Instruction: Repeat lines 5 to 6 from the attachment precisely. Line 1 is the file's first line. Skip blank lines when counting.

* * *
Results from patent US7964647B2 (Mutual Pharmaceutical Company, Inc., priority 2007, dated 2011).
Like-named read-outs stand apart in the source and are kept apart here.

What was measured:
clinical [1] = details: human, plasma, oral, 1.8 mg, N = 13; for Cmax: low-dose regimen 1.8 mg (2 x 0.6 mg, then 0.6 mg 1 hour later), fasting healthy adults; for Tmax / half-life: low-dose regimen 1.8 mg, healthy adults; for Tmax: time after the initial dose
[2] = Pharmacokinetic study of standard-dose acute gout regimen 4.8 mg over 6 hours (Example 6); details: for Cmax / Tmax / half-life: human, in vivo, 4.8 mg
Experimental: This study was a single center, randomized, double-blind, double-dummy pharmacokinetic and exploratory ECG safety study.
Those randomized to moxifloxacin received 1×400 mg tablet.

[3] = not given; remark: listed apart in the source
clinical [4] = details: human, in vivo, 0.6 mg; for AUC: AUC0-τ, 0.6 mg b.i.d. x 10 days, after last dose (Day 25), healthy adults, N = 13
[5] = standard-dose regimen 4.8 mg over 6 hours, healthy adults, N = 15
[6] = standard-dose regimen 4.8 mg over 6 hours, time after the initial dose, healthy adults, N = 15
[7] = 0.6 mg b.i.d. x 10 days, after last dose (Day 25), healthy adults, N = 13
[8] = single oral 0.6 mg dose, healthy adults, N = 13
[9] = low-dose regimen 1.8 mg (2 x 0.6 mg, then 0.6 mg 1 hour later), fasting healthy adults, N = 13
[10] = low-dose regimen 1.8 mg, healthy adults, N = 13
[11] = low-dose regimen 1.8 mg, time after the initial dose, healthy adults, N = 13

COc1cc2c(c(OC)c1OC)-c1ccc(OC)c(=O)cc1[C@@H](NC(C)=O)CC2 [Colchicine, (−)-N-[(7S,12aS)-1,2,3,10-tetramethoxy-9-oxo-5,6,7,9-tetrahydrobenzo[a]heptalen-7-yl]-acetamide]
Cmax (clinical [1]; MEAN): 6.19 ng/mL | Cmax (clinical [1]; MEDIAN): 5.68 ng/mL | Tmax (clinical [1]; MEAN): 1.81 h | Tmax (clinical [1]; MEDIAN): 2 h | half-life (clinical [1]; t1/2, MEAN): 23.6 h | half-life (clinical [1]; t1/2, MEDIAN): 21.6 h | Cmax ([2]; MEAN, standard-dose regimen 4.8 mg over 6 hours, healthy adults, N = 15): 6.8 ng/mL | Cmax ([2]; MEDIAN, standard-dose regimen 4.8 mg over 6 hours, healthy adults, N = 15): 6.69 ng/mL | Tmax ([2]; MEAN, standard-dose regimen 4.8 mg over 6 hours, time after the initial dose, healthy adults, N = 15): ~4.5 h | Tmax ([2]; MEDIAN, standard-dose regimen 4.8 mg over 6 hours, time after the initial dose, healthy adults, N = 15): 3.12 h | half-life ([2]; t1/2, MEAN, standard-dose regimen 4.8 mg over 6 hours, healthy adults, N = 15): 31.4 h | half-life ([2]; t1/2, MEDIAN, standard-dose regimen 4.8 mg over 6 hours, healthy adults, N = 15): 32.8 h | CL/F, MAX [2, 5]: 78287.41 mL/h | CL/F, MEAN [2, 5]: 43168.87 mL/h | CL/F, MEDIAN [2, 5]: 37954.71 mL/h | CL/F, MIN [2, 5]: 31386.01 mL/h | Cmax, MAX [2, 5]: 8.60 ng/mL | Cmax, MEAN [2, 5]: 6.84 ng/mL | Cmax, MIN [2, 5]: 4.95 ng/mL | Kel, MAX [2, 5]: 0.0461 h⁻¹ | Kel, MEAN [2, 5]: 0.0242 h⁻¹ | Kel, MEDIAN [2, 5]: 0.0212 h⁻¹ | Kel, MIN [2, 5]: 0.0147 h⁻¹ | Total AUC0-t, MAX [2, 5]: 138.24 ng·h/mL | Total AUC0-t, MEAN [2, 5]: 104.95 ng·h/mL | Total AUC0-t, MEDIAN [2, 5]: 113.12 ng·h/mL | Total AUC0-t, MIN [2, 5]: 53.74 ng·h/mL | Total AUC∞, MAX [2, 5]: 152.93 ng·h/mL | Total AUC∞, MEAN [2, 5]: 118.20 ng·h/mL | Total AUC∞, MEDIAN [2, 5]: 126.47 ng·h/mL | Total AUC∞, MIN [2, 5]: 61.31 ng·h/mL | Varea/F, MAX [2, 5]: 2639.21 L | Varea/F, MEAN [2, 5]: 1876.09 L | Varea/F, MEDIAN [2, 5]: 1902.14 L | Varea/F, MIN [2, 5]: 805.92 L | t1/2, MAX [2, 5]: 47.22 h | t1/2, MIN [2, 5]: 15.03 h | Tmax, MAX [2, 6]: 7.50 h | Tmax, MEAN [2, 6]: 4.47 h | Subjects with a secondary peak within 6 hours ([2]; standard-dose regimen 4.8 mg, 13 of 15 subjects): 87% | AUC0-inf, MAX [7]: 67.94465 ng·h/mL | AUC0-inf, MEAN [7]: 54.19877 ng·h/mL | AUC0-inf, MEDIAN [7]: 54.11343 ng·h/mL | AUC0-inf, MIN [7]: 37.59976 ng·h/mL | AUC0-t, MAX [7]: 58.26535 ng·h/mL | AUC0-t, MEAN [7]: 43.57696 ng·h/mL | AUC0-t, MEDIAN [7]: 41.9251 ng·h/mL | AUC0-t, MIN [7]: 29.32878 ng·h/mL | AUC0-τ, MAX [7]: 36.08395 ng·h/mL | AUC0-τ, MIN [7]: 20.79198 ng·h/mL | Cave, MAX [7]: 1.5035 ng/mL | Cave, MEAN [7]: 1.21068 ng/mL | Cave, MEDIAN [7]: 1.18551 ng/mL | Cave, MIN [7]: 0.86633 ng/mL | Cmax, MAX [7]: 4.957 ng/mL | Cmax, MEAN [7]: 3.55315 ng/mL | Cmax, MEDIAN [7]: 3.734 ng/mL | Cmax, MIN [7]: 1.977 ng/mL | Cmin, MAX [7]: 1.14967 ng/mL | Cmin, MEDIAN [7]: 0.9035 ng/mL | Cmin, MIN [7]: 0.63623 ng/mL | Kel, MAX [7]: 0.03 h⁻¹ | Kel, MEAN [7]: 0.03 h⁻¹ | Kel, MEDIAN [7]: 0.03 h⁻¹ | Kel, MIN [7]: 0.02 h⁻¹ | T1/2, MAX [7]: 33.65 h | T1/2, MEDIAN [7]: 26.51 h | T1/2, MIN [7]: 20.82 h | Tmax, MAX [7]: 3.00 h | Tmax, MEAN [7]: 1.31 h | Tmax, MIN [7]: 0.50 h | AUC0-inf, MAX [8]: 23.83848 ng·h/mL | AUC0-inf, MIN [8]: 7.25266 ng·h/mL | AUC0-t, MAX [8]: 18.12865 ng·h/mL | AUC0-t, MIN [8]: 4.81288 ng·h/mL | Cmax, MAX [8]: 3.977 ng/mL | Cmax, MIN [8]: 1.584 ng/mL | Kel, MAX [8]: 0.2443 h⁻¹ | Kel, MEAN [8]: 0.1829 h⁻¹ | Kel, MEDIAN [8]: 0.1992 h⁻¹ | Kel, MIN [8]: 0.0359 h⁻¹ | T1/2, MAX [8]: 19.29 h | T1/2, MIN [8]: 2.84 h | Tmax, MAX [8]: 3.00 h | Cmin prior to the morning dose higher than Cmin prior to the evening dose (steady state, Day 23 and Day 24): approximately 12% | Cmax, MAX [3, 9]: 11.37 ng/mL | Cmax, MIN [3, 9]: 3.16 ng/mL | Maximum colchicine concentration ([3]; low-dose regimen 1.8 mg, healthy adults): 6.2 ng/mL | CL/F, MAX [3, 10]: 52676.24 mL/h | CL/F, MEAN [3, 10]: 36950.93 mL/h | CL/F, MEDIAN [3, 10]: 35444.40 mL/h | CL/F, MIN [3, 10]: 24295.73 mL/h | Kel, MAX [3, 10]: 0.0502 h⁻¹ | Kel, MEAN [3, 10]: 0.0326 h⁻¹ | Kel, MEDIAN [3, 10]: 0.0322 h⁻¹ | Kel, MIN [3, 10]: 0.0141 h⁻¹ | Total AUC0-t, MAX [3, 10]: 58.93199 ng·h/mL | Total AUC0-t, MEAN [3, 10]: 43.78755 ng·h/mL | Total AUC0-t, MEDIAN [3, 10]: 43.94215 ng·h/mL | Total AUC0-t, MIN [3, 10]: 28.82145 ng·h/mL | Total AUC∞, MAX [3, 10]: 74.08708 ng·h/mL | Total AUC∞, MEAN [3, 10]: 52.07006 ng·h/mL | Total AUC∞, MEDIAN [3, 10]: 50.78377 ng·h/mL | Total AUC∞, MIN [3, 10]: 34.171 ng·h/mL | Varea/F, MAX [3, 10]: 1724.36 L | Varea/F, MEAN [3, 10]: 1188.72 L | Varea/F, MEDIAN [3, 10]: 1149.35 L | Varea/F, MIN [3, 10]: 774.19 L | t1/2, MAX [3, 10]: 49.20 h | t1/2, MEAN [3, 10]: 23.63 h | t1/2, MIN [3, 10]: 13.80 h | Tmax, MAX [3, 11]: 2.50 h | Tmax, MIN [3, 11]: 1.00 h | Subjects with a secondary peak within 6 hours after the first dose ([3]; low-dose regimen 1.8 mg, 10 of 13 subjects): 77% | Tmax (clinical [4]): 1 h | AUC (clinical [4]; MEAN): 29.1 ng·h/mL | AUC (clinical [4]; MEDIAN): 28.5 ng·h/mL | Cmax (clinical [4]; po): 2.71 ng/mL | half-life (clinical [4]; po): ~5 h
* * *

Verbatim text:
[2] = Pharmacokinetic study of standard-dose acute gout regimen 4.8 mg over 6 hours (Example 6); details: for Cmax / Tmax / half-life: human, in vivo, 4.8 mg
Experimental: This study was a single center, randomized, double-blind, double-dummy pharmacokinetic and exploratory ECG safety study.